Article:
Logging a Raw Vegan’s Marathon Preparation

Well I’ve decided to get started with this blog, finally. It’s been prepared and ready to go for a long time, but somehow I kept procrastinating the real writing. Am I afraid to fail? How could that really happen? I imagine the initial readers will be people I love that care about me. How could I go wrong?

What can I write about that’s interesting? I’ll write about my attempts to live a healthy lifestyle: to follow a low-fat, raw, vegan diet and run a marathon in March 2008. What is a low-fat raw vegan diet you ask? It sounds pretty restrictive. Well, I don’t look at it that way, but instead focus on what I can eat: many amazing raw fruits and vegetables, in quantities that satisfy and nourish my body. Of the numerous books on eating raw foods, by far my favorite is Douglas Graham’s, The 80/10/10 Diet. He’s in amazing physical condition and has been eating this way for over 25 years! I want to be like that!

I first heard of raw foods from Victoria Boutenko, at a small seminar at Cafe La Vie in Santa Cruz, California. Phillip and I went there on a whim, to hear her speak about green smoothies and better health. Cafe La Vie is a wonderfully positive and alive place and her one-hour talk was inspiring. I bought all of her books that day and started to read and study. The story of her family’s improved health through diet change is fantastic.

An older picture of me running up at Rancho San Antonio parkAnd what’s this about a marathon?! Well, I’ve run many races and half-marathons and love running. This is something I really have needed to do for a long time, in order to properly call myself a runner. And it’s a great way to keep from putting on too much holiday cheer this season, ho ho ho! I don’t want to be asked to play Santa Claus at the next party (sorry Santa, but you can keep your jollies!)

Marathon training actually began weeks ago and I have already made long runs of 8, 10, 12, and 14 miles on the last 4 Sundays. This Sunday it’s time for 16 miles. The 14 mile run took 147 minutes to complete and included a big hill at Wilder Ranch State Park. Hills and ocean go together and getting out there really motivates.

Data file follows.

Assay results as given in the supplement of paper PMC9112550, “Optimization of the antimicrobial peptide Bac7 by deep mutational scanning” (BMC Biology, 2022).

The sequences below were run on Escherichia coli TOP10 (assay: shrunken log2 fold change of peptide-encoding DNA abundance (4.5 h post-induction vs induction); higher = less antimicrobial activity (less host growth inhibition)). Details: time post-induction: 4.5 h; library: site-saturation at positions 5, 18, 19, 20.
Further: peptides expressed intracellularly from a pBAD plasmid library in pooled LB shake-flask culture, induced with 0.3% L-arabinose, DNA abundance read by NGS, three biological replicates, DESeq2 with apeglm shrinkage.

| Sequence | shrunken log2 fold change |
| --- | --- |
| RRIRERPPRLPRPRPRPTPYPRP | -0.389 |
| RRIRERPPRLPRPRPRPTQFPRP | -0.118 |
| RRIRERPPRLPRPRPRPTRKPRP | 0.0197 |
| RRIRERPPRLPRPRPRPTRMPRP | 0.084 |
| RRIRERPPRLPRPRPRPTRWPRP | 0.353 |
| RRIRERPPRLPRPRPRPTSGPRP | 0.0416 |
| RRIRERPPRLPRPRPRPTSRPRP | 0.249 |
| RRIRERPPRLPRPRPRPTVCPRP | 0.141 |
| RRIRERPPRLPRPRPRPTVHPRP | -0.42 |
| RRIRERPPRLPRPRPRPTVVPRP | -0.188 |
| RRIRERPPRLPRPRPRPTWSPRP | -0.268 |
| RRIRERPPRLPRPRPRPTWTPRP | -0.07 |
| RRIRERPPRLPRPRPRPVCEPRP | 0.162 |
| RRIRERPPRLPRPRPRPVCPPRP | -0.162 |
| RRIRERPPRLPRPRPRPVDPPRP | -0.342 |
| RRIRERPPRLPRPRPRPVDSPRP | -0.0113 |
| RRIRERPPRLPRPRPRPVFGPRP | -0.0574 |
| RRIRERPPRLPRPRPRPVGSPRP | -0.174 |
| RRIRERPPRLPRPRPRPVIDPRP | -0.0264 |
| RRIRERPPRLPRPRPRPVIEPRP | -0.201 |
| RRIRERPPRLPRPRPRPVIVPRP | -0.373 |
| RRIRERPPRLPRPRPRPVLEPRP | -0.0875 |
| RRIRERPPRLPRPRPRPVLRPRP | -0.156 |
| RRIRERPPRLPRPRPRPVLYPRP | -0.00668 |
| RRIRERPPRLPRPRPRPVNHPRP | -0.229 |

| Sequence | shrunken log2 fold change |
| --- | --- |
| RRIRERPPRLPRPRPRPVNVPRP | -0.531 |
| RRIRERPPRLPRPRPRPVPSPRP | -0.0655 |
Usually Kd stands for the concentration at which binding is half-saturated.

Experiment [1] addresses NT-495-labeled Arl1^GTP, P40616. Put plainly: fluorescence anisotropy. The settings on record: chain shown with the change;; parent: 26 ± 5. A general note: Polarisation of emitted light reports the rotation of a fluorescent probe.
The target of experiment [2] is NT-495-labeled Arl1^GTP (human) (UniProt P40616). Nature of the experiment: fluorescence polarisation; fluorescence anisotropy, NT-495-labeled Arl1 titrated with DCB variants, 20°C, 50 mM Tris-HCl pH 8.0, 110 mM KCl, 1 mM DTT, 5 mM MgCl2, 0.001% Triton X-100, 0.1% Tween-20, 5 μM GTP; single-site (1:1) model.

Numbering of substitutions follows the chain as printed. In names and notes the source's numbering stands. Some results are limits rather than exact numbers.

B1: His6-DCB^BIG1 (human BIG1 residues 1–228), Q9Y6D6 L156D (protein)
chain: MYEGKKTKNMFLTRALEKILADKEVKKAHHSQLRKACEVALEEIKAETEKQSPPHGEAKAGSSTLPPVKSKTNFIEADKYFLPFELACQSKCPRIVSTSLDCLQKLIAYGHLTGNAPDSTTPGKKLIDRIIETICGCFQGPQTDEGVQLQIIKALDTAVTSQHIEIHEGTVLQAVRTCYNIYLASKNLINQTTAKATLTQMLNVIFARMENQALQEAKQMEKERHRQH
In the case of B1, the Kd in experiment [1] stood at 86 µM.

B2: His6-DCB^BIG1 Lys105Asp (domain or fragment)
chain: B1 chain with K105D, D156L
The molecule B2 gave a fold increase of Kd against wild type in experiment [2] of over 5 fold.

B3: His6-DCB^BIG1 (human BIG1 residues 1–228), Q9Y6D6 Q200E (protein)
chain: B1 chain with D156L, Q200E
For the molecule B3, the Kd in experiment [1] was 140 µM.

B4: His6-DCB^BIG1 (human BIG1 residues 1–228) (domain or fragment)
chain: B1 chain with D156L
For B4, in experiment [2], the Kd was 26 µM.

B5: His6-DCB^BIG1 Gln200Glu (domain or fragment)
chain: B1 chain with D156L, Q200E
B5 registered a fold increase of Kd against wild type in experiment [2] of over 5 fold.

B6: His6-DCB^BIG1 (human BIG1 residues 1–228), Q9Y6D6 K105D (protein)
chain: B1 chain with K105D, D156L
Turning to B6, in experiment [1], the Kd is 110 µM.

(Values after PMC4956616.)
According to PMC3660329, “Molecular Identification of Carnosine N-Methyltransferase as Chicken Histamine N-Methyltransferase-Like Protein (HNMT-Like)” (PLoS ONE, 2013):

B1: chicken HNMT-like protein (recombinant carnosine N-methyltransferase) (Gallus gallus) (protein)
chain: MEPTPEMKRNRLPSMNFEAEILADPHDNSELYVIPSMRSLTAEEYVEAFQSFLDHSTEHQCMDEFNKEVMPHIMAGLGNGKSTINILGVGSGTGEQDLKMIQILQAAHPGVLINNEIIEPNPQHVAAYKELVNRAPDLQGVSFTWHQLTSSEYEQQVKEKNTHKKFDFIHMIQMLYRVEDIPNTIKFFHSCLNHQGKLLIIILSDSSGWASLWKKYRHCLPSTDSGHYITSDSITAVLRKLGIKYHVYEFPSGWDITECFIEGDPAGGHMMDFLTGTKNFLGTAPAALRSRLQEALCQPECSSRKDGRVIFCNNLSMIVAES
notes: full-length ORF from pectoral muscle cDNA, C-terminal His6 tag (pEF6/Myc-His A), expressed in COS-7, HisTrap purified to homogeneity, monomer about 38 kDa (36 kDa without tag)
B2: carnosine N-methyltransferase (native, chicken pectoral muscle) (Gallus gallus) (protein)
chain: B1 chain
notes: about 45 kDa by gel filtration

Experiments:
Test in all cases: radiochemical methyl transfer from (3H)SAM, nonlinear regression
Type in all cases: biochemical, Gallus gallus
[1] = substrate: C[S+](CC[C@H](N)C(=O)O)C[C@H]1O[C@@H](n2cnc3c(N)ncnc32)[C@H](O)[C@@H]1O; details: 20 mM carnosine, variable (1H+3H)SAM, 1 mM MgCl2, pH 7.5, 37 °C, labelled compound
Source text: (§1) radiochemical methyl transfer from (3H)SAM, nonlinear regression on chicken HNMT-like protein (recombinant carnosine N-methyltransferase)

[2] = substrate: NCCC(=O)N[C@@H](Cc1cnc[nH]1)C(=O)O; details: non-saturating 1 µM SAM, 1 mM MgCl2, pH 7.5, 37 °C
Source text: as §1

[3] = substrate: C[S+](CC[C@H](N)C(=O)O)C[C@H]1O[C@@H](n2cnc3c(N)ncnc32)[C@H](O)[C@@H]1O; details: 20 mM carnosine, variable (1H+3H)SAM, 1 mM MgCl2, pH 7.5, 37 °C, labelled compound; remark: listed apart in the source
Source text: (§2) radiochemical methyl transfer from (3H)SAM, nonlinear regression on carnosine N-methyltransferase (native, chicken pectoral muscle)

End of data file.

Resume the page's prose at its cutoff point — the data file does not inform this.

A great run is exhilarating. That 14 miles felt like 3 separate runs. The first third was up hill, slow and easy, felt like a lot of work, but well worth it. The second third was downhill, running fast, an amazingly great feeling, with beautiful views, this should never end, feeling great. The third was flat, around the top of ocean cliffs, wow how long is this going to take, only 5 miles left, wow this is a long way, chugging along, feeling okay but getting increasingly tired.

I was a happy man when I finally got back to the car. And I couldn’t afford to give up early, because it was a big loop, and it was 5 miles to the car at the beginning of that last third and walking it didn’t feel right. I’m glad it wasn’t an out and back from the parking lot, because I admittedly would have been tempted to skip it.

Running for more than 90 minutes is a different kind of feel than 30-45 minute runs. It’s long enough to get a runner’s high in the middle of the run, and that feels great for as long as it lasts. Once over 2 hours though, and high fades, the end of the run feels more like work.

So what do I eat before a 14 mile run? Lots of fruit. Sunday it was orange juice at 8am, followed by 12 oranges at 9am (erm, that’s a lot of oranges!). The run began around 11am. Two hours between eating and running helped, I felt really energetic. Energy is easy to come by if I’m eating just fruit and salads for at least 36 hours before a run. This one worked because although it was on the Sunday after Thanksgiving (ug! and my eating on Thursday on Friday was the worst its been in a long time), I cleaned up on Saturday, and felt really good by Sunday.

Two-thirds of the way through the run, I ate 2 oranges I hid 90 minutes earlier, near a road I crossed in the car on the way. Could I “refuel” during the run? I ate these when I still had 5 miles left. I stopped running completely for 3 minutes to eat them and the next 10 minutes I felt slow, not sure if from stopping or from eating. After 10 minutes, strength returned, and it helped during the next 45 minutes to have those sugars. I would have felt more depleted at the end without it, so on my next run, I’ll experiment with placing the oranges earlier in the run, or putting fresh squeezed orange juice into my water bottles. About 1 part OJ to 4 parts water should do the trick nicely.

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